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Gender and Genre in the Folklore of Middle India
In Gender and Genre in the Folklore of Middle India, Joyce Burkhalter Flueckiger analyzes six representative Indian folklore genres from a single regional repertoire to show the influence of their intertextual relations on the composition and interpretation of artistic performance. Placing special emphasis on women’s rituals, she looks at the...
The "Odyssey" in Athens
Myths of Cultural Origins
A study in poetic interaction, The "Odyssey" in Athens explores the ways in which narrative structure and parallels within and between epic poems create or disclose meaning. Erwin F. Cook also broadens the scope of this intertextual approach to...
Heroic Poets, Poetic Heroes
The Ethnography of Performance in an Arabic Oral Epic Tradition
An astonishingly rich oral epic that chronicles the early history of a Bedouin tribe, the Sirat Bani Hilal has been performed for almost a thousand years. In this ethnography of a contemporary community of professional poet-singers, Dwight F. Reynolds reveals how the epic tradition continues to provide a context for social interaction and...
Singers, Heroes, and Gods in the "Odyssey"
One of the special charms of the Odyssey, according to Charles Segal, is the way it transports readers to fascinating places. Yet despite the appeal of its narrative, the Odyssey is fully understood only when its style, design, and mythical...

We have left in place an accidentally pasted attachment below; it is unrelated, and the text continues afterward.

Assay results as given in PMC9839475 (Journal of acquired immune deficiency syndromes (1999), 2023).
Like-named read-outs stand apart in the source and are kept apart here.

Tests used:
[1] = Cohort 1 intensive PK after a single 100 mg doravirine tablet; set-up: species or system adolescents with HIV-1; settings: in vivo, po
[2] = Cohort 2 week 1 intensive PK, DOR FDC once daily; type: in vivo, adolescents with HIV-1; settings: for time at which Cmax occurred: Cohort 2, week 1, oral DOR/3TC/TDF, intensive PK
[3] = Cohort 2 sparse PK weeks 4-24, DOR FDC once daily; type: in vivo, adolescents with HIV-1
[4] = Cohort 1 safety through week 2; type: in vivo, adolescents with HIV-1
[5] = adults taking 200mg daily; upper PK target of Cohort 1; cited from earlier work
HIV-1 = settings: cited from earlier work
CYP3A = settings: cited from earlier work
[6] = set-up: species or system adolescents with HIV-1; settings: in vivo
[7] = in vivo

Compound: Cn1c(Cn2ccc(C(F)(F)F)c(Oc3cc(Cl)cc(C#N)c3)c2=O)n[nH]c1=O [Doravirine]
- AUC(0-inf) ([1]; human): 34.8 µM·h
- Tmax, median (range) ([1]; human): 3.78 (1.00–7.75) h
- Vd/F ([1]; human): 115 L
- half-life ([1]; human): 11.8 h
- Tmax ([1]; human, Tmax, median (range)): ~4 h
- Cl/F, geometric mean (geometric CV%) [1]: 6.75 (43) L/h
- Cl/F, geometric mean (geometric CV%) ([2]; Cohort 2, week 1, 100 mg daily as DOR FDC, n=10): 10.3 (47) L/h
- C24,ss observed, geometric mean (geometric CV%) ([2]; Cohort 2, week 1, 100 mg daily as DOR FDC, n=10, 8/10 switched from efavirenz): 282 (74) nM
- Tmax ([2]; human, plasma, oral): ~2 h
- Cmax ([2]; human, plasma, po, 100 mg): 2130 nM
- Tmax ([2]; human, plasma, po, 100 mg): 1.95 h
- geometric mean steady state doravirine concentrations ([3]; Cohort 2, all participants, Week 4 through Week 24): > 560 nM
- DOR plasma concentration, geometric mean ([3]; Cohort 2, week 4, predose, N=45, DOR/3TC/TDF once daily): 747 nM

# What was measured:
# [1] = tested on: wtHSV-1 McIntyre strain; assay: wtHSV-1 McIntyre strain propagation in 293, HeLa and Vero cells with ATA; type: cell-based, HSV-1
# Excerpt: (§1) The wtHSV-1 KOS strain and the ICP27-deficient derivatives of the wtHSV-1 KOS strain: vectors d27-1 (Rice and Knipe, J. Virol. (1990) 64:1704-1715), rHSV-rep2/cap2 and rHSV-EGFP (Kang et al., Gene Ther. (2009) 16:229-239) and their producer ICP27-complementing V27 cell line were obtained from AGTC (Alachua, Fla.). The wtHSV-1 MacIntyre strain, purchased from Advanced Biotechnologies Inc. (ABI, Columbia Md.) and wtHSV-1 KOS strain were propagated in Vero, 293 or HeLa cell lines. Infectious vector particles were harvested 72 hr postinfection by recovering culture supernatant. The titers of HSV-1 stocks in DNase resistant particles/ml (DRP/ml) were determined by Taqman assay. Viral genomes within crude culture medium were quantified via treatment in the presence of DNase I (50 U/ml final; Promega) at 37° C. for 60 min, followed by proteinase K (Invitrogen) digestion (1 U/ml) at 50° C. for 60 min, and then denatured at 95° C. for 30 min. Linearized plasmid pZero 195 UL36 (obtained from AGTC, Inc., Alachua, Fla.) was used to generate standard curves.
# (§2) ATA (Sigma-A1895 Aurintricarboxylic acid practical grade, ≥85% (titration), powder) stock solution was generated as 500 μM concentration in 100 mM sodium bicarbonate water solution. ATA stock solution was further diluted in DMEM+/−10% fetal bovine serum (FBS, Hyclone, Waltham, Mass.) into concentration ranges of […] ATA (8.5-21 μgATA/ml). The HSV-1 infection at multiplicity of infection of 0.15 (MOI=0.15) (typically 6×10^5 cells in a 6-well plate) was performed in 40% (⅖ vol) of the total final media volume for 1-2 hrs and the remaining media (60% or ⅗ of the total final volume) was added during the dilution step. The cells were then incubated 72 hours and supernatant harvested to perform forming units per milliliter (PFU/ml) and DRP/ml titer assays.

Helen of Troy and Her Shameless Phantom
Like the male heroes of epic poetry, Helen of Troy has been immortalized, but not for deeds of strength and honor; she is remembered as the beautiful woman who disgraced herself and betrayed her family and state. Norman Austin here...
The Mute Immortals Speak
Pre-Islamic Poetry and Poetics of Ritual
Stetkevych offers the first aesthetics appropriate for the Bedouin oral poetry, the pre-Islamic qasidah, or ode, which was collected in the second or third Islamic century and stands as a foundation of Arabo-Islamic literary culture.
An Anthropology of Reading in Ancient Greece
First published in French in 1988, this extraordinary book traces the meaning and function of reading from its very beginnings in Greek oral culture through the development of silent reading. One of the most haunting early examples of...
Wisdom and Cunning in the Classical Traditions of China and Greece
Greek Mythology and Poetics
Gregory Nagy here provides a far-reaching assessment of the relationship between myth and ritual in ancient Greek society. Nagy illuminates in particular the forces of interaction and change that transformed the Indo-European linguistic and cultural...